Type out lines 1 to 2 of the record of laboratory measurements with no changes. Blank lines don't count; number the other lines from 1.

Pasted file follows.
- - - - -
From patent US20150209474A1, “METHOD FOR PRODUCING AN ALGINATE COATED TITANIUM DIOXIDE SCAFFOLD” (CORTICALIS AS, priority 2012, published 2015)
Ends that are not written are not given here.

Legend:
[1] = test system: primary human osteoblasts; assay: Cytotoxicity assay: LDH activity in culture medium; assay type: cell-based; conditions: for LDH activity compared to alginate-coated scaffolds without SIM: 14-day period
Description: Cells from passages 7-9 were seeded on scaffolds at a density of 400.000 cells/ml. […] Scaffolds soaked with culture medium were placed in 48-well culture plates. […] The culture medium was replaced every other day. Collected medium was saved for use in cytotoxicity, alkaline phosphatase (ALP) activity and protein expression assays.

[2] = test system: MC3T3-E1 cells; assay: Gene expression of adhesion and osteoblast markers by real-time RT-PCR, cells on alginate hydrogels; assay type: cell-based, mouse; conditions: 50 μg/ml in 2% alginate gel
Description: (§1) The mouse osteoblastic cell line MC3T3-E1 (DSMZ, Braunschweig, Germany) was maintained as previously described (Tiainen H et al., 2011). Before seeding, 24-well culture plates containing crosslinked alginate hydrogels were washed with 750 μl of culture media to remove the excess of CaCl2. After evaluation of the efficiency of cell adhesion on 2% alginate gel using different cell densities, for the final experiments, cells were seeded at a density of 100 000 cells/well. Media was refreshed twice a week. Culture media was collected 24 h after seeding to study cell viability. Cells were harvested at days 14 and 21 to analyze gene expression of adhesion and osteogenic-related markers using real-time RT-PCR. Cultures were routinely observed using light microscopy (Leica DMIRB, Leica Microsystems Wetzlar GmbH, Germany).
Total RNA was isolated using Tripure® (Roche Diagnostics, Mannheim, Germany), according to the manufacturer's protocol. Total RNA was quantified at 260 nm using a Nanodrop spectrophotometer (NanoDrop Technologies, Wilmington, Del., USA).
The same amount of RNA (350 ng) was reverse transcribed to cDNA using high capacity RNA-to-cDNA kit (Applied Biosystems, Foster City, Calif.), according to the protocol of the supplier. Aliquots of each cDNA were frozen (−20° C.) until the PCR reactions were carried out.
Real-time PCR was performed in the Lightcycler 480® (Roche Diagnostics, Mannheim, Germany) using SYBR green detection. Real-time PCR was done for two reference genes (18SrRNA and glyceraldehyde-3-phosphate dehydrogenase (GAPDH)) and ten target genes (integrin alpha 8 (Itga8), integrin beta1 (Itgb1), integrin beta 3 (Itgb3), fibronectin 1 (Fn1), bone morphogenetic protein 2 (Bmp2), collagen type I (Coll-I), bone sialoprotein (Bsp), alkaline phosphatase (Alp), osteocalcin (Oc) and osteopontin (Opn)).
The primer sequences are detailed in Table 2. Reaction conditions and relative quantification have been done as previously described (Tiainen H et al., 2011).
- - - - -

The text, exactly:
From patent US20150209474A1, “METHOD FOR PRODUCING AN ALGINATE COATED TITANIUM DIOXIDE SCAFFOLD” (CORTICALIS AS, priority 2012, published 2015)
Ends that are not written are not given here.